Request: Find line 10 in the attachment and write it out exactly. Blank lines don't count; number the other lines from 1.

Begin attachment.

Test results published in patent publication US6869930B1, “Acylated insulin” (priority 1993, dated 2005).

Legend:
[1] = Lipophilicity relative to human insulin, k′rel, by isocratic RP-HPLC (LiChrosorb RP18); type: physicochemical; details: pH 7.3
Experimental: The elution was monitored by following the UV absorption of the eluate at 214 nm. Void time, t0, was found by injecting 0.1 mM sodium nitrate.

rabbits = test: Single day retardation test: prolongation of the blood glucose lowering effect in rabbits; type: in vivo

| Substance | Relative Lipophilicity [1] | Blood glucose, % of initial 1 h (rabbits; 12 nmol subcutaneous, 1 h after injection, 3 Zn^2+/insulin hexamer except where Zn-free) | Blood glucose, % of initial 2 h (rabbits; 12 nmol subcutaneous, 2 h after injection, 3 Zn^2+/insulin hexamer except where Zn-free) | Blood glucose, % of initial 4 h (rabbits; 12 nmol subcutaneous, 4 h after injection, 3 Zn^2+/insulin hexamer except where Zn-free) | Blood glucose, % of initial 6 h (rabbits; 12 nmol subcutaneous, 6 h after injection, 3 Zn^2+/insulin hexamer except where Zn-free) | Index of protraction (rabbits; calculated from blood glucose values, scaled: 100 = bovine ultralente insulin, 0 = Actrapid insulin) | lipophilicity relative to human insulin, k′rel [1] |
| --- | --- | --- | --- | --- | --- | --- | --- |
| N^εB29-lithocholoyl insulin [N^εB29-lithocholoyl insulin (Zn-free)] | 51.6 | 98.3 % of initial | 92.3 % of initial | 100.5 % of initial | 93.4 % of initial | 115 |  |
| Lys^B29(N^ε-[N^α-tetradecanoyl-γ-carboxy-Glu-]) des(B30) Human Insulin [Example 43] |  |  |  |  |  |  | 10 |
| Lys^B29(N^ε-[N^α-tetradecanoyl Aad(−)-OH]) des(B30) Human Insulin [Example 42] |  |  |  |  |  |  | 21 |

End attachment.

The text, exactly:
| Lys^B29(N^ε-[N^α-tetradecanoyl Aad(−)-OH]) des(B30) Human Insulin [Example 42] |  |  |  |  |  |  | 21 |